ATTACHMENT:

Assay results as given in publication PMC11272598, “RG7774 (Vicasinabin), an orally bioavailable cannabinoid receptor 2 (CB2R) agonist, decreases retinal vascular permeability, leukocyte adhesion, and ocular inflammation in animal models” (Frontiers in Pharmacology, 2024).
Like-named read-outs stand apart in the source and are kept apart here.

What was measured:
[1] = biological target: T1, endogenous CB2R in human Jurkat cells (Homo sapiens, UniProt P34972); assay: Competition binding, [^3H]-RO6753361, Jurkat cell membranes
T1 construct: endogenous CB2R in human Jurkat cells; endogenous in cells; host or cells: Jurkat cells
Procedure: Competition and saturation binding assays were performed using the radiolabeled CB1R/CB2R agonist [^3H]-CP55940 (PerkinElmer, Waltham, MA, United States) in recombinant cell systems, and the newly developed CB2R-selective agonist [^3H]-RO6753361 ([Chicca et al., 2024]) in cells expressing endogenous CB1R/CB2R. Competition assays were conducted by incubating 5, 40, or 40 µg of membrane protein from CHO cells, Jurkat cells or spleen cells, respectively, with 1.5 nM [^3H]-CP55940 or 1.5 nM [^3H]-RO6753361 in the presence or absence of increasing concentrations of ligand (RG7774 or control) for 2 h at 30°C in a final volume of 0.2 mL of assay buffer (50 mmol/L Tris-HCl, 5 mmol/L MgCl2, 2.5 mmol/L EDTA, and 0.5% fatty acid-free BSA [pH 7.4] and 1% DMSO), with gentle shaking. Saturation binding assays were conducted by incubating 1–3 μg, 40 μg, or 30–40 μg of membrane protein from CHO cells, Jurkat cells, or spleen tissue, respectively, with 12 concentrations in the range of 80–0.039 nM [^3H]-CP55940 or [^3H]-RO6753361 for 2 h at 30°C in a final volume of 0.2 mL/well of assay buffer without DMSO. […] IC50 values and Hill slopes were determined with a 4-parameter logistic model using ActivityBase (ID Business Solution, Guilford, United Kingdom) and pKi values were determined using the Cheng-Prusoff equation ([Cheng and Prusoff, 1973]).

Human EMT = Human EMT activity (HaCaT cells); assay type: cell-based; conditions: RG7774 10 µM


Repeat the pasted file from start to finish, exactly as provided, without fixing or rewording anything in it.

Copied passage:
Assay results as given in publication PMC11272598, “RG7774 (Vicasinabin), an orally bioavailable cannabinoid receptor 2 (CB2R) agonist, decreases retinal vascular permeability, leukocyte adhesion, and ocular inflammation in animal models” (Frontiers in Pharmacology, 2024).
Like-named read-outs stand apart in the source and are kept apart here.

What was measured:
[1] = biological target: T1, endogenous CB2R in human Jurkat cells (Homo sapiens, UniProt P34972); assay: Competition binding, [^3H]-RO6753361, Jurkat cell membranes
T1 construct: endogenous CB2R in human Jurkat cells; endogenous in cells; host or cells: Jurkat cells
Procedure: Competition and saturation binding assays were performed using the radiolabeled CB1R/CB2R agonist [^3H]-CP55940 (PerkinElmer, Waltham, MA, United States) in recombinant cell systems, and the newly developed CB2R-selective agonist [^3H]-RO6753361 ([Chicca et al., 2024]) in cells expressing endogenous CB1R/CB2R. Competition assays were conducted by incubating 5, 40, or 40 µg of membrane protein from CHO cells, Jurkat cells or spleen cells, respectively, with 1.5 nM [^3H]-CP55940 or 1.5 nM [^3H]-RO6753361 in the presence or absence of increasing concentrations of ligand (RG7774 or control) for 2 h at 30°C in a final volume of 0.2 mL of assay buffer (50 mmol/L Tris-HCl, 5 mmol/L MgCl2, 2.5 mmol/L EDTA, and 0.5% fatty acid-free BSA [pH 7.4] and 1% DMSO), with gentle shaking. Saturation binding assays were conducted by incubating 1–3 μg, 40 μg, or 30–40 μg of membrane protein from CHO cells, Jurkat cells, or spleen tissue, respectively, with 12 concentrations in the range of 80–0.039 nM [^3H]-CP55940 or [^3H]-RO6753361 for 2 h at 30°C in a final volume of 0.2 mL/well of assay buffer without DMSO. […] IC50 values and Hill slopes were determined with a 4-parameter logistic model using ActivityBase (ID Business Solution, Guilford, United Kingdom) and pKi values were determined using the Cheng-Prusoff equation ([Cheng and Prusoff, 1973]).

Human EMT = Human EMT activity (HaCaT cells); assay type: cell-based; conditions: RG7774 10 µM